We download the ZIP-file and extract the English list of stopwords near the script. Then we load the stopwords and make an array out of those. We'll also define a function to delete stopwords from a given array of tokens:

<?php

// ...

$stopwords = explode("\n", trim(file_get_contents('./stopwords_english.txt')));

/**
 * Deletes all stopwords from a list of text tokens.
 *
 * @param array $textTokens
 * @param array $stopwords
 * @return array
 */
function deleteStopwords(array $textTokens, array $stopwords): array {
    return array_values(array_diff($textTokens, $stopwords));
}
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This makes sure that we only ever look at the relevant pieces of information by reducing the noise created by these stopwords.

So far so good. Now what?

How to actually compare texts with a vector space model

The vector space model for text similarity is pretty straight-forward: It creates a vector space where each dimension represents a single word. Words are taken from all texts that are considered.

One document is a single vector within the vector space. Each dimension of a single document vector represents how often this word appears in the text.

To compare two documents, a cosine similarity is used. This generates a value between 0 and 1, 0 meaning no similarity and 1 meaning perfect match.

Let's make a quick example: We want to compare these four texts:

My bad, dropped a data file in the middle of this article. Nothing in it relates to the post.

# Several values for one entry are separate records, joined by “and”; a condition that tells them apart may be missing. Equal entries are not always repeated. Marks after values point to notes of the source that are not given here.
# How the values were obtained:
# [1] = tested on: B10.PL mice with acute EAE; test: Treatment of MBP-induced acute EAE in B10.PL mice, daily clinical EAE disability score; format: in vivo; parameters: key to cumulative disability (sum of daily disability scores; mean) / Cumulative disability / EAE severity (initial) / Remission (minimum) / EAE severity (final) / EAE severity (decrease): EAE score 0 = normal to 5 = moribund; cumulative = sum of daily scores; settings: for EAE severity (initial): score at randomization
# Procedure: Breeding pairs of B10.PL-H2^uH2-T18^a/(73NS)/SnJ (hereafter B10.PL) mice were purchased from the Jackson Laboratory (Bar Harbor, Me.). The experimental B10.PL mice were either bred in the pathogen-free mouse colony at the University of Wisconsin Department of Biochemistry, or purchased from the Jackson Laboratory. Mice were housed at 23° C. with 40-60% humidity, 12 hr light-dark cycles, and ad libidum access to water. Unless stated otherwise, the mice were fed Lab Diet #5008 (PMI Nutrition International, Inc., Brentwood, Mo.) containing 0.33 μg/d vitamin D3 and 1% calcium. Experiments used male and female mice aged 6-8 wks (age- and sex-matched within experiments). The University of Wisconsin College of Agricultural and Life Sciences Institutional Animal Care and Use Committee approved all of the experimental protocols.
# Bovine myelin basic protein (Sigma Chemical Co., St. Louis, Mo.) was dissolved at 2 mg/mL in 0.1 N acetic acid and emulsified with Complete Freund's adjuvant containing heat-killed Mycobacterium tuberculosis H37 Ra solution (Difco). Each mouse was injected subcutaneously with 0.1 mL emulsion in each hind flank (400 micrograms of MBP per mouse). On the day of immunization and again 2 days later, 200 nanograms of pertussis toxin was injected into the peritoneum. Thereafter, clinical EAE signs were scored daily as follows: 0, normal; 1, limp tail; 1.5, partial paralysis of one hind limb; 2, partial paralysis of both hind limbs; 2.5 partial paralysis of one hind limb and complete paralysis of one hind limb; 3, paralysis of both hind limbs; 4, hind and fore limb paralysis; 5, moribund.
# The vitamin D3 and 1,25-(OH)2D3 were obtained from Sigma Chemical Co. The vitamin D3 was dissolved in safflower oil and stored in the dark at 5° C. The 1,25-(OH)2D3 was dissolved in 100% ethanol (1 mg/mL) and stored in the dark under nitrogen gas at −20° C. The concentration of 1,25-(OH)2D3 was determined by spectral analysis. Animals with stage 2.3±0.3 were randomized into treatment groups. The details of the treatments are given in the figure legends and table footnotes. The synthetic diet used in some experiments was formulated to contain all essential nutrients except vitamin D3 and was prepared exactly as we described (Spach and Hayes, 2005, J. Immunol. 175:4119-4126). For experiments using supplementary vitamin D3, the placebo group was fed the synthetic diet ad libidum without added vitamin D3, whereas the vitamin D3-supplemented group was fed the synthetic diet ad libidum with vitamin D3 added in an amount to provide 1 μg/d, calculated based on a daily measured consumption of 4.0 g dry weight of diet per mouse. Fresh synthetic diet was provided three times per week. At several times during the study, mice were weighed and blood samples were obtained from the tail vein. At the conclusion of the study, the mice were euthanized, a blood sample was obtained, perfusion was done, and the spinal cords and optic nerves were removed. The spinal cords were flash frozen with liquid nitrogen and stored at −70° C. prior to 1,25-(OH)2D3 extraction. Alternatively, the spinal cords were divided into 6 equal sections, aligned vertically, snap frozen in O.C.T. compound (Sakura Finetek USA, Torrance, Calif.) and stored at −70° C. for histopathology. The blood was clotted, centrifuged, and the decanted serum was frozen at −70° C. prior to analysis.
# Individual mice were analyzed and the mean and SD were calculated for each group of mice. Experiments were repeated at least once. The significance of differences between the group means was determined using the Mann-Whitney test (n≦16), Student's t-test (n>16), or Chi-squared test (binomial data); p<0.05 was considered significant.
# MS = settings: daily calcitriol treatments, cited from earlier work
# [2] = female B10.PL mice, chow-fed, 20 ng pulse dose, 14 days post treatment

1. "Hello World"
2. "Hello Code World"
3. "Hello Code"
4. "Code World Hello Code"
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We first need to figure out the vector space. Quickly glossing over these texts yields three distinct words:

Hello
World
Code
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This is our vector space - 3 dimensions. Now we can create vectors for this space out of our four texts:

1. "Hello World" -> (1, 1, 0)
2. "Hello Code World" -> (1, 1, 1)
3. "Hello Code" -> (1, 0, 1)
4. "Code World Hello Code" -> (1, 1, 2)
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Since we're in a 3D vector space, we can represent them:

A diagram showing all four vectors

Now, with the cosine similarity, we can calculate the similarity between all texts:

cos(θ)=v1v2v1v2=i=1Nwi,1wi,2i=1Nwi,12i=1Nwi,22 cos(\theta) = \frac{v_1 \bullet v_2}{||v_1|| \cdot ||v_2||} = \frac{ \sum_{i=1}^{N}{w_{i,1}w_{i,2}} }{\sqrt{\sum_{i=1}^{N}{w_{i,1}^2}} \sqrt{\sum_{i=1}^{N}{w_{i,2}^2}}}

Where θ\theta is the angle between the two vectors, wn,aw_{n,a} is the number of occurances of the word at place nn in the vector space in text aa and NN is the number of dimensions.

Let's say we want to find the text most similar to 1. "Hello World" - We can calculate i=1Nwi,12\sqrt{\sum_{i=1}^{N}{w_{i,1}^2}} right away: That's 12+12+02=2\sqrt{1^2+1^2+0^2} = \sqrt{2} .

Now, let's calculate the cosine similarity for the first and the second text (1. "Hello World"/(1,1,0) and 2. "Hello Code World"/(1,1,1)):

i=1Nwi,1wi,2i=1Nwi,12i=1Nwi,22=(11)+(11)+(10)230.816 \frac{ \sum_{i=1}^{N}{w_{i,1}w_{i,2}} }{\sqrt{\sum_{i=1}^{N}{w_{i,1}^2}} \sqrt{\sum_{i=1}^{N}{w_{i,2}^2}}} = \frac{(1\cdot1)+(1\cdot1)+(1\cdot0)}{\sqrt{2}\cdot\sqrt{3}} \approx 0.816

For the third and the fourth text we get values of 0.50.5 and 0.5770.577 .

So the most similar text to "Hello World" is "Hello Code World", followed by "Code World Hello Code" and "Hello Code."